As many experts predicted, investors are beginning to pull their money out of narrow niche exchange-traded funds, many of which are performing quite poorly of late, The Wall Street Journal reports.
And, certainly, there are many sector-specific ETFs, as fund companies have been anxious to launch as many ETFs as possible given their tremendous popularity. With all of the major indexes taken or a version of them created through enhanced indexes, fund firms turned to narrower and narrower sectors for new material.
Sector-specific ETFs have about $55.8 billion in assets, with $8.9 billion in net flows in 2006, according to data from Morgan Stanley. Broad market ETFs, on the other hand, have about $170 billion in assets under management and took in a scant $1.1 billion in flows last year.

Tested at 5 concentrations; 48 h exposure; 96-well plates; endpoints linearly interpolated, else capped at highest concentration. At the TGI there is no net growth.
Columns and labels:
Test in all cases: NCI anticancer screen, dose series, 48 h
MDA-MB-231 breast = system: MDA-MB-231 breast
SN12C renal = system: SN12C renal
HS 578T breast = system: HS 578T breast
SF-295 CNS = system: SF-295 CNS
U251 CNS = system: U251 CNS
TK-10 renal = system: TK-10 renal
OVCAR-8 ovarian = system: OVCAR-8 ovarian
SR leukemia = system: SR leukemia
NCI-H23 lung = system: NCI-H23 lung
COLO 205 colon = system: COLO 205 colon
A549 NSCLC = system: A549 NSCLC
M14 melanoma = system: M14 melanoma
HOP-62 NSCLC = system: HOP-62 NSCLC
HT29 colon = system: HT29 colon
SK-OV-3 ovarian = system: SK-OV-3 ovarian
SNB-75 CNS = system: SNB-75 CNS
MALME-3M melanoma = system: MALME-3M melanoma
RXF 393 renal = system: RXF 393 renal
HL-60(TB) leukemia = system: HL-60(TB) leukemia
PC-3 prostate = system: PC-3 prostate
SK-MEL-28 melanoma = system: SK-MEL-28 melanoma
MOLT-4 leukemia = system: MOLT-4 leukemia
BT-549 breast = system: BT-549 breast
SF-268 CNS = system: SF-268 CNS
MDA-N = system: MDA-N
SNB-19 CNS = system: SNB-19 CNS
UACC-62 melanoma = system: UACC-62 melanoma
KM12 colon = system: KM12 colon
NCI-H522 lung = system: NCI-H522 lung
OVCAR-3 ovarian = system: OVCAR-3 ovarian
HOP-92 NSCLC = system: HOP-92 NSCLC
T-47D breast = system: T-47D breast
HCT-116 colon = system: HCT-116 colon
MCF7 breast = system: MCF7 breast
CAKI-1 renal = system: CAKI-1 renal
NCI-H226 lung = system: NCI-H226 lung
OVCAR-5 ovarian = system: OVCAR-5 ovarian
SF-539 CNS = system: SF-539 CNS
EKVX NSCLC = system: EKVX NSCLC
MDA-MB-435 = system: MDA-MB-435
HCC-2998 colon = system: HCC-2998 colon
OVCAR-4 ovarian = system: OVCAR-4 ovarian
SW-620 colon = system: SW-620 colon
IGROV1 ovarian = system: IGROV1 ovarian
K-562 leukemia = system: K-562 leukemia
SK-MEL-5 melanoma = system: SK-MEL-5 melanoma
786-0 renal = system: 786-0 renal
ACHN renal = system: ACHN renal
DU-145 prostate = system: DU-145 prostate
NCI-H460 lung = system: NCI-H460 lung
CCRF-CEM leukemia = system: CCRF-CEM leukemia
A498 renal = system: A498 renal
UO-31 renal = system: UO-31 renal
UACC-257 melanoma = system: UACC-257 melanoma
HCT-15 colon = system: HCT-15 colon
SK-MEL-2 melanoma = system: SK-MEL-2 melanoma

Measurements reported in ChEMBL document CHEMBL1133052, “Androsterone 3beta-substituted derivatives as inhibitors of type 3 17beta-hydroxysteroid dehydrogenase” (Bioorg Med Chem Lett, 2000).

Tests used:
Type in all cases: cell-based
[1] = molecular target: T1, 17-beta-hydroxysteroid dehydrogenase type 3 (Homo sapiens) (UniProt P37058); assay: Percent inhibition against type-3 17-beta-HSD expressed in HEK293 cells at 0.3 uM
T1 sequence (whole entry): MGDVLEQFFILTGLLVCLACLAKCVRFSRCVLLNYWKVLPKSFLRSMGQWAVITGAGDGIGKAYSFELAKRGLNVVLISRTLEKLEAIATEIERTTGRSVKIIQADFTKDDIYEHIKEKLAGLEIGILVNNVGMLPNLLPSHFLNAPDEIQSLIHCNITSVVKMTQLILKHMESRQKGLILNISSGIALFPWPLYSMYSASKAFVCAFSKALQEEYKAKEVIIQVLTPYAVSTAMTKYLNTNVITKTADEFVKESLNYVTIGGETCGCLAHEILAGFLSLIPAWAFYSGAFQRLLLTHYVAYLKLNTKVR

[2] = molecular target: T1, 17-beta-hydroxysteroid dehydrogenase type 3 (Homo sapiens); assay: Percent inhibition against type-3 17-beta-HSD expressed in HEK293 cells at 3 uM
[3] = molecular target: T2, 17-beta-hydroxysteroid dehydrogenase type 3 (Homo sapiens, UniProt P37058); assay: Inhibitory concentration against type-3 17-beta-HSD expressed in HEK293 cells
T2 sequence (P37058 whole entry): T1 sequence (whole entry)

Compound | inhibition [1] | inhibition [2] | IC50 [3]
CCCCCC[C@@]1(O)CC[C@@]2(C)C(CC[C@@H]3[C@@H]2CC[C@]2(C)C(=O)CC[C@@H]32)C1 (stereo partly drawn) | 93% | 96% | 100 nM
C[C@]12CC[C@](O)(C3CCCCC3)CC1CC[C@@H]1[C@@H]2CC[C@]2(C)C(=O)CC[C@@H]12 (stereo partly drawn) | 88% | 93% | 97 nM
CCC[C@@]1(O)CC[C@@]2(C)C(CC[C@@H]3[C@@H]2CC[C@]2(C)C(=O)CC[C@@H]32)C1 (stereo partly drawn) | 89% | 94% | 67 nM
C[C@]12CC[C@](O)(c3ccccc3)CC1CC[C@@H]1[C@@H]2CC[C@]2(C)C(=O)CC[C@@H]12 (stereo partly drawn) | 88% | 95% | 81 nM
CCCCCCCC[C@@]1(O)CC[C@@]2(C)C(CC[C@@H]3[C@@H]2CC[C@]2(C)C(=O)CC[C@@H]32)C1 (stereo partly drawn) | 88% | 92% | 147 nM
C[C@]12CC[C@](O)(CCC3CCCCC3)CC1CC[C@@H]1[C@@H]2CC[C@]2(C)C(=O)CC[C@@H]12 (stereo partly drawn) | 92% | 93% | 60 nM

“These nouveau index funds starkly contradict each of the principal concepts underlying the original index fund,” John C. Bogle criticized earlier this year. “Surely holding small segments of the market offers less diversification and commensurately more risk.”
Since its launch four months ago, the iShares FTSE NAREIT Mortgage REIT ETF has lost a staggering 37% of its value.
Christine Hudacko, a spokeswoman for the fund’s investment advisor, Barclays, cautioned, “Investors need to be aware, when they look at narrowly focused funds, that they involve more volatility.”
Likewise, State Street Global Advisors’ S&P Homebuilders ETF is down 48% since its launch in early 2006.